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Where did the division of the week into 7 days come from?

This post is also available in: Polish (polski)

Excerpts from the oldest republican calendar
Excerpts from the oldest republican calendar

Where did the division of the week into 7 days come from? Most people would point out the Bible and the process of creating the world written there. However, it is not so certain that the Hebrews were the creators of the 7-day week used to this day.

The Babylonians had already discovered the existence of planets and, as the Greeks later, were able to name seven of them (including the sun and moon). Each of these celestial bodies corresponded with one of the days, so we had the day of Saturn, the day of the Sun, the day of Mars, etc. This division functioned in the days of the Roman Republic and was later officially approved by Emperor Constantine.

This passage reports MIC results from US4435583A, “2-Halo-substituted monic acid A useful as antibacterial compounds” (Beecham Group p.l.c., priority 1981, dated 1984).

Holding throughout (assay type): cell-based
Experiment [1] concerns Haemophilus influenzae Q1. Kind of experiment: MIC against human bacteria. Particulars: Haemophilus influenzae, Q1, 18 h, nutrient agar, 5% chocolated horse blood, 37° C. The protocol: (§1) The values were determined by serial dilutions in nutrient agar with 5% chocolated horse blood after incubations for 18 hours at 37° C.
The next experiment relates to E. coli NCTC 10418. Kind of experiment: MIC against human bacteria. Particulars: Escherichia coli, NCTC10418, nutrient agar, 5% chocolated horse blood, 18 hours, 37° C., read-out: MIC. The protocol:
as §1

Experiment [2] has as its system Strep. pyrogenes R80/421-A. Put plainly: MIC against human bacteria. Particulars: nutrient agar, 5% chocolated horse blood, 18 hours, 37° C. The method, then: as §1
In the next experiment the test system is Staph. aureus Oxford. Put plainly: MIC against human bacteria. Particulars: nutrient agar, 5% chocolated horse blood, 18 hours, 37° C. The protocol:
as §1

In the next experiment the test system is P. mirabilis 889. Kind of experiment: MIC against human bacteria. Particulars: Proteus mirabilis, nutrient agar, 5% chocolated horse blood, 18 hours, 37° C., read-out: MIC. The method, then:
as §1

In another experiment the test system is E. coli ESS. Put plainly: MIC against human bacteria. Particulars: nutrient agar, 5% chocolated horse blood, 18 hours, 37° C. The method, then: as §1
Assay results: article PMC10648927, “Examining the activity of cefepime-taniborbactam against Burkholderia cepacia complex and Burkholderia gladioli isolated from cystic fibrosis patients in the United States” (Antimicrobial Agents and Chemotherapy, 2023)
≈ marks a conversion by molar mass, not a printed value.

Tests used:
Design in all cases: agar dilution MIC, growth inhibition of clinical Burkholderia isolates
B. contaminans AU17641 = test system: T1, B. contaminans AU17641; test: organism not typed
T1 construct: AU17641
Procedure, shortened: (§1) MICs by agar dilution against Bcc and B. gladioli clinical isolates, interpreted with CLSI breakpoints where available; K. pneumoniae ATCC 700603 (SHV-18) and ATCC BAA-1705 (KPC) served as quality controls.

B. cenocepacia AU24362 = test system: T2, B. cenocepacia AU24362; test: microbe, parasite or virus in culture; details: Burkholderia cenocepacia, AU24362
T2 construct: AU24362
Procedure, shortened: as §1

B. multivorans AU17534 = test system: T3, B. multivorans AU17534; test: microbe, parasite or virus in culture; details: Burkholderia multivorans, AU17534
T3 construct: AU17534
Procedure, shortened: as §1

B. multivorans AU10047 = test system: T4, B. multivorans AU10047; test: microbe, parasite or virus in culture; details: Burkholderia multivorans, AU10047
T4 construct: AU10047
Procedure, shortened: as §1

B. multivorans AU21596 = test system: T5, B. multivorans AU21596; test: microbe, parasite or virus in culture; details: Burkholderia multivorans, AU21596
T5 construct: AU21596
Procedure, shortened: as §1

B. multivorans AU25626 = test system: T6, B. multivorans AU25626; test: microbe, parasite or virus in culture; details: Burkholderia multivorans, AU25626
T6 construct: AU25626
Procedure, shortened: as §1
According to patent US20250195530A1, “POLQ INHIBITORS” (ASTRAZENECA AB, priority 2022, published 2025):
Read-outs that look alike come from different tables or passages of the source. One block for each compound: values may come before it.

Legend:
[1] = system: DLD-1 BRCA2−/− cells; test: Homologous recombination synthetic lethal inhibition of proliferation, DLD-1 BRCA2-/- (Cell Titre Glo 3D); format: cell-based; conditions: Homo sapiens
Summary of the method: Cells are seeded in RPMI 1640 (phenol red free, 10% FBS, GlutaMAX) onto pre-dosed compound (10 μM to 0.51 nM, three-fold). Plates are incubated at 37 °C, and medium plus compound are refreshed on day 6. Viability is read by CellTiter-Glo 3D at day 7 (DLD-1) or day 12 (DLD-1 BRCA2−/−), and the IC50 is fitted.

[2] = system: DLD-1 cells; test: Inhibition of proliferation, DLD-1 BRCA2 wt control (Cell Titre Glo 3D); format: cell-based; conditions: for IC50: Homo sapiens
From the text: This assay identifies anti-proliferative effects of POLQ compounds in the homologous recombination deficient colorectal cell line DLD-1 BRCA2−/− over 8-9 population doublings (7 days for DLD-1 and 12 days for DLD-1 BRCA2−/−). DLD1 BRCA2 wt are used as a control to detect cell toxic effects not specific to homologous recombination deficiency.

The echoes of ancient beliefs are still visible in many languages today. The Day of the Sun is a well-known Sunday – Sunday (English) or Sonntag (German). In turn, Monday is the Day of the Moon (Latin luna) in French known as Lundi, in Italian as Lunedi, and in Spanish as Lunes. Tuesday is Mars Day (French Mardi, Spanish Martes, Italian Martedi). Wednesday is the day of Mercury (Mercurii dies) – Mercredi in France, Mercoledi in Italy, Miércoles in Spain. Thursday was the festival of Jupiter (French Juedi, Spanish Jueves, Italian Giovedi), and Friday was Venus (French Vendredi, Italian Venerdi). Saturday was celebrated as the festival of Saturn (called Saturday). In Germanic languages there was also a place for the local gods: Thora (Thursday) or Donar (German Donnarstag), who could be equivalents of the Roman Jupiter.

Author: Daria Cybowska

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